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Expressing milk -decline in supply help!

(14 Posts)
Immyjimmy Wed 26-Oct-16 08:55:46

I an a first time mum to a 12 day old little girl. Through my pregnancy I had intended to breastfeed but after around 10 midwives, both at home and at the hospital, failed to get baby to latch properly I have since expressed exclusively.
Other than initial engorgement issues pumping had been going really well... or so I thought! I'd always been able to keep up with her needs and found using my electric pump easy. Most days I expressed 3 times a day (40 minutes each session, 20 minutes each breast) and would produce around 30oz a day. Unfortunately on Sunday we became really busy with visitors and I only managed to express twice that day. Since then each time I've gone to express I've been getting a maximum of 1oz from each breast in 20 minutes. Sometimes I am getting nothing. I know there is definitely some milk there as when I hand express is comes.
I spoke to the midwife and she said I need to be expressing around 6-8 times a day but so far it hasn't made a difference and I'm concerned that I'm going to have to supplement with formula. sad

Has anyone else had this issue? If so, did you manage to bring back your milk supply successfully?
I have read about a herb called fenugreek. Has anyone used this?

Any help would be much appreciated as I want to get it sorted ASAP smile

Imogen

scrumptiouscrumpets Wed 26-Oct-16 10:13:51

Your midwife is right, at twelve days you are still building your supply . You definitely need to be expressing at least 8 times a day , at least once during the night, and keep it up for a couple of weeks, only then can you consider reducing how often you express.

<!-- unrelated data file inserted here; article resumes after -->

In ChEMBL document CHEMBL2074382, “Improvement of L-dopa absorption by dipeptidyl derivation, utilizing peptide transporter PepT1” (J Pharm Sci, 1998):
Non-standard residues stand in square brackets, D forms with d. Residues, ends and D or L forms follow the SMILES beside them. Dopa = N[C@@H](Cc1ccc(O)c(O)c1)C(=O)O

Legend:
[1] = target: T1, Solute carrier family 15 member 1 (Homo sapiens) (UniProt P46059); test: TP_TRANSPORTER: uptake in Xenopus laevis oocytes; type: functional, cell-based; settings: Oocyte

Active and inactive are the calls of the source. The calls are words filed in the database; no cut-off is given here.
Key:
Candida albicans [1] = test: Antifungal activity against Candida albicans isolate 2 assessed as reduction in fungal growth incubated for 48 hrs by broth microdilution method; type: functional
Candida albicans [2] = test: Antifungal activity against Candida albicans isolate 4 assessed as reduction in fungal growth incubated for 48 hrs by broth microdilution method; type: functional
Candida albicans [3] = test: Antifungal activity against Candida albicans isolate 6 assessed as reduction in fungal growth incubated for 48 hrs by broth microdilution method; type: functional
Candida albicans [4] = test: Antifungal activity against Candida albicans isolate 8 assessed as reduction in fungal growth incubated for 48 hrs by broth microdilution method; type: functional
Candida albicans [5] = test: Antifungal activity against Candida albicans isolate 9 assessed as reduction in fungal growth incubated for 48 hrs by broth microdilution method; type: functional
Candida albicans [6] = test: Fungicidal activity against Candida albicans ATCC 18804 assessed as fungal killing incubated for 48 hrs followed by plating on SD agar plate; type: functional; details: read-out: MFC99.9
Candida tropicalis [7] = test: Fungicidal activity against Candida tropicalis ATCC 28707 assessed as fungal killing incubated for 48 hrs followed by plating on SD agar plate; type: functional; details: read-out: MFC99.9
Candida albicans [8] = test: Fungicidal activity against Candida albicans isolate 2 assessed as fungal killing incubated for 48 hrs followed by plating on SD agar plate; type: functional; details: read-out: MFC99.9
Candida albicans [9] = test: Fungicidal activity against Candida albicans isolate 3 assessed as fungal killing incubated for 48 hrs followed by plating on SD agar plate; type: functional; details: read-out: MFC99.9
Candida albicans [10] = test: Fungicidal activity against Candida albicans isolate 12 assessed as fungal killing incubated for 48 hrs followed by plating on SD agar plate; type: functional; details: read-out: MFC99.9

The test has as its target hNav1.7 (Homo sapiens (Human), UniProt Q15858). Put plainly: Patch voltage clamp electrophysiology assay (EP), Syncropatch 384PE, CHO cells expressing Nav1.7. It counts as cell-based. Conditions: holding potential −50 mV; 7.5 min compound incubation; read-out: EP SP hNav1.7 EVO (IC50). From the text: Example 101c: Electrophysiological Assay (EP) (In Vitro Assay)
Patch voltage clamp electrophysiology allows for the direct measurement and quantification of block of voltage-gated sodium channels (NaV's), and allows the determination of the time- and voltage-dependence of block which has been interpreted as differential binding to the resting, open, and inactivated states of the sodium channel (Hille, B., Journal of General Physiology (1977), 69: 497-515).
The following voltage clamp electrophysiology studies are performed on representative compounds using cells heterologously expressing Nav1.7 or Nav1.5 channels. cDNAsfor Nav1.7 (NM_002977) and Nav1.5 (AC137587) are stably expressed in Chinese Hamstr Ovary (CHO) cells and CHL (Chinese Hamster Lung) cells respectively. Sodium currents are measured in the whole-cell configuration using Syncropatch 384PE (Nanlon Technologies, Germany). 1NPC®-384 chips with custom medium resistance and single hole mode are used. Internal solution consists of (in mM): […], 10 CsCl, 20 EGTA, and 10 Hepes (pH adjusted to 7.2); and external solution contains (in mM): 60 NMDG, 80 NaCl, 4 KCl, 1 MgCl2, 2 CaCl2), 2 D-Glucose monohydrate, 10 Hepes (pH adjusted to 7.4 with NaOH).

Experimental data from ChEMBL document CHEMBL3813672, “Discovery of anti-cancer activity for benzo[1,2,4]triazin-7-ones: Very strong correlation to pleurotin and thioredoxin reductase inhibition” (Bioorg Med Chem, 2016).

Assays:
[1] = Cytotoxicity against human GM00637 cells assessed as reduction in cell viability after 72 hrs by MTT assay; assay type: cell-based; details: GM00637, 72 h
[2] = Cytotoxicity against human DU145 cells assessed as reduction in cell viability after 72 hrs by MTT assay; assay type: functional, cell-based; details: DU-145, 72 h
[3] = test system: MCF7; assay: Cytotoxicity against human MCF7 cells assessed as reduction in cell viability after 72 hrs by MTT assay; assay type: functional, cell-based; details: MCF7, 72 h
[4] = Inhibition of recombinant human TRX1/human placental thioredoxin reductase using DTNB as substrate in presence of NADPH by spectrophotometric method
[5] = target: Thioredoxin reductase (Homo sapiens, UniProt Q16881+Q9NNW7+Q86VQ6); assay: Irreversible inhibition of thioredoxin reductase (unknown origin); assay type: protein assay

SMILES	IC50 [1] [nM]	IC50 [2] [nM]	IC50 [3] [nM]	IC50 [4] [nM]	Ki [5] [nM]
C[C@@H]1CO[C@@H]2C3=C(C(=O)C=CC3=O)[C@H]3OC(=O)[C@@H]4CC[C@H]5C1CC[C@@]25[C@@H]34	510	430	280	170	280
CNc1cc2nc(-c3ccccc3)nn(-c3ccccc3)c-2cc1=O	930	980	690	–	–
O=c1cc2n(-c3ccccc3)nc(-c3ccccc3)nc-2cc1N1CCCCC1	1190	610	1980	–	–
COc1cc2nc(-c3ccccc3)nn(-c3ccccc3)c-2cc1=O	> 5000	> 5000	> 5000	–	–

ScarletSienna Wed 26-Oct-16 11:05:50

I had to express for three weeks as my son was fed through a nose tube and it got better but I did have to express regularly to build it up. For almost everyone, you'll produce what you're telling your body it needs to make. It really is supply and demand. Even now at 18 months, my supply is affected by how much he feeds. If he feeds loads the days before I work, I know about it with very full breasts!
Good luck! flowers

chloechloe Wed 26-Oct-16 11:05:58

Expressing 3 times a day isn't really a lot to be establishing your supply. I expressed for 6 weeks until my DD finally managed to latch on with shields.

Try expressing 6-8 times a day, maybe when cuddling your baby or looking at a picture. Also it's important to express at night as apparently the night feeds are the most important for building up supply.

And keep trying to latch the baby on - she will get stronger and it might just click at some point.

Cakescakescakes Wed 26-Oct-16 11:07:28

Has your baby been checked for tongue tie?

TisMeTheLadFromTheBar Wed 26-Oct-16 11:10:12